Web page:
Federal officials had predicted that the controller furloughs, intended to save $200 million this fiscal year, would result in as many as 6,700 flight delays each business day. Through Thursday, the number of flights arriving or departing behind schedule averaged about 2,800, with many of them attributed to weather problems in key hub airports, according to The Washington Post.
The airline industry filed suit and lobbied hard to end the controller furloughs. In announcing record first-quarter profits Thursday, Southwest Airlines’ chief executive, Gary Kelly said, “The potential effects from government sequestration” made him cautious about April revenue.
It seemed obvious that the Obama administration and Senate Majority Leader Harry M. Reid (D-Nev.) viewed the airline delays as a way to highlight the effects of sequestration for an American public less likely to be affected directly by furloughs of federal office workers and other less visible cutbacks. Their goal has been to force Congress’s hand to end sequestration –a budget gimmick that initially was proposed by the White House during the 2011 debt ceiling negotiations.
The president is now distancing himself from sequestration, saying it was a terrible policy never meant to take effect, and he blamed Republicans for refusing to address the problem. Republicans, meanwhile, roundly blame Obama for the predicament, though many of them voted for it in the House and Senate.
There also has been a major dispute over whether Transportation Secretary Ray LaHood and FAA officials could have found a creative way to move funds around to avert the furloughs of air traffic controllers without congressional intervention. The administration argued it was hamstrung by the law and Republicans cited hundreds of millions of dollars of special office accounts and travel funds that could have been used.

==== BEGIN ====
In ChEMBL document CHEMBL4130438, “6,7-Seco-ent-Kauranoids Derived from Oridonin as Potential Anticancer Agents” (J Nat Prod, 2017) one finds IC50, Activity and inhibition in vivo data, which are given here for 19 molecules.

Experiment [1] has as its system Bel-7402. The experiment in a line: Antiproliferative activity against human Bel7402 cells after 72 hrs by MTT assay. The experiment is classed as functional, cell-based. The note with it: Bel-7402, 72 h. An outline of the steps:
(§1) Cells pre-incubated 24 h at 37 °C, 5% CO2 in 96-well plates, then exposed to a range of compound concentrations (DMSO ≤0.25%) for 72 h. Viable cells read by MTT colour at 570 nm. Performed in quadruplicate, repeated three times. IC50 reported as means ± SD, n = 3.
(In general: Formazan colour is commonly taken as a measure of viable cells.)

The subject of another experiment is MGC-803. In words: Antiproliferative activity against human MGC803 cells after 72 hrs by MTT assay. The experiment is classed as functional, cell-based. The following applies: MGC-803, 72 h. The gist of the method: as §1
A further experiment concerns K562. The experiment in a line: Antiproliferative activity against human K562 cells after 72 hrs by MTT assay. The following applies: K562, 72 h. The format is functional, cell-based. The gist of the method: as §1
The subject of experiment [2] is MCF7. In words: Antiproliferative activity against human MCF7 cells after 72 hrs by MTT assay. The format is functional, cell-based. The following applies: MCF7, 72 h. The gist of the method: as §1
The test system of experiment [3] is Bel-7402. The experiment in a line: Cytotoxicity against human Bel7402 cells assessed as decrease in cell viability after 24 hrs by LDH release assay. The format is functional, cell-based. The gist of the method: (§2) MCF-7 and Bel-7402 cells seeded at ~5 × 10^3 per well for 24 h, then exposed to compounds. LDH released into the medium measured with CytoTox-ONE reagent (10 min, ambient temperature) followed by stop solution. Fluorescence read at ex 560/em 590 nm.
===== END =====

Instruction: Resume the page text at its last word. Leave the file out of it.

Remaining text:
Scott Lilly, a former Democratic staff director of the House Appropriations Committee and now a senior fellow with the liberal-leaning Center for American Progress, sides with the administration in arguing it would have been difficult – if not impossible – for the FAA to get around the furloughs under the existing law. Chapter 20 of Title II of the U.S. Code, otherwise known as “Emergency Powers To Eliminate Budget Deficits,” provides, in excruciating detail, instructions to the president on how to prepare a sequestration order, Lilly wrote this week.
“Not only does Congress forbid agencies from picking and choosing which programs in the agency will be targeted for cuts, but it also forbids them from singling out projects and activities within any of the programs they manage for disproportionate reductions,” Lilly said. “As a result, the FAA cannot choose the obvious candidate for absorbing the 2013 sequester reduction …. It cannot even choose among the various projects or activities within Air Traffic Operations … Everything must be cut the same.”